Friday, February 18, 2005

From the best and the brightest to the worst and the stupidest.


So, on the one hand, we have
Bob Herbert's excellent piece detailing the administration's schizophrenic attitude towards Syria. And, since the universe prefers balance, we have a piece of dishonest swill from the Washington Post's Charles Krauthammer.

As Bob Somerby would say, given how easy it is to figure out the fundamentals of Social Security, try, just try, to believe that a regular WaPo columnist could write shit like this:

Let's start with basics. The Social Security system has no trust fund. No lockbox. When you pay your payroll tax every year, the money is not converted into gold bars and shipped to some desert island, ready for retrieval when you turn 65. The system is pay as you go. The money goes to support that year's Social Security recipients. What's left over is "lent" to the federal Treasury. And gets entirely spent. It vanishes. In return, a piece of paper gets deposited in a vault in West Virginia saying that the left hand of the government owes money to the right hand of the government.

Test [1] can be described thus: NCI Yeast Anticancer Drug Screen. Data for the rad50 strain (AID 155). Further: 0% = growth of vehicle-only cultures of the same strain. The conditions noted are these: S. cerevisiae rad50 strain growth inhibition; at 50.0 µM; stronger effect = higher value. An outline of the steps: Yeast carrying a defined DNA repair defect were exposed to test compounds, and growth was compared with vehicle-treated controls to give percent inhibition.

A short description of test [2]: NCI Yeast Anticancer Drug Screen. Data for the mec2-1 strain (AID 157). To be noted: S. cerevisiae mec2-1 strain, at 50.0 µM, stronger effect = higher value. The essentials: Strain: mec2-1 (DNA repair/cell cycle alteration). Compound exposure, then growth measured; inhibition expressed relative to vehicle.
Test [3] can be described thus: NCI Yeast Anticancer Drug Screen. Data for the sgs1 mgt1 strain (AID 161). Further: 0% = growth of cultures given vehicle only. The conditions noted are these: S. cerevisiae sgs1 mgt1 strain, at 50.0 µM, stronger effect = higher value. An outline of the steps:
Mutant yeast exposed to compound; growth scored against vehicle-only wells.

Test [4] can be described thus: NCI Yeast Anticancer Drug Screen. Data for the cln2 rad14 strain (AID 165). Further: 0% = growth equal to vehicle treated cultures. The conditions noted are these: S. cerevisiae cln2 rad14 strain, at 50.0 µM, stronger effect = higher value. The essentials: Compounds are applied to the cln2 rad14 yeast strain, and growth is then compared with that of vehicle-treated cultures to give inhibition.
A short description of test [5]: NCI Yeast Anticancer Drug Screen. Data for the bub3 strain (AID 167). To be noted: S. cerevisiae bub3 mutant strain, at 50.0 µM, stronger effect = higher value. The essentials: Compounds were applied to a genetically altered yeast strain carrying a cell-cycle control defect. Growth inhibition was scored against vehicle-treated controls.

These pieces of paper might be useful for rolling cigars. They will not fund your retirement. Your Leisure World greens fees will be coming from the payroll taxes of young people during the years you grow old.

Your so-called "liberal media" in action.

BONUS TRACK: If you want to ask Krauthammer how he reconciles his fantasy world with the reality described at the SS web site, drop him an e-mail at letters@charleskrauthammer.com. I'm sure he doesn't get enough fan mail.

DOUBLE BONUS SMACKDOWN
: Turns out Media Matters is all over this, too. Um ... do I really have to explain how this whole trust fund works again?

1 comment:

dAVE said...

Also, Al Franken had this quote from the US Constitition amendment 14:

Section 4. The validity of the public debt of the United States, authorized by law, including debts incurred for payment of pensions and bounties for services in suppressing insurrection or rebellion, shall not be questioned.

So, it would be unconstitional for the government to renege on it's debt to Social Security. In fact, to even QUESTION it, is to not uphold the Constitution, which every representative, judge, and executive (including the President) is sworn to do.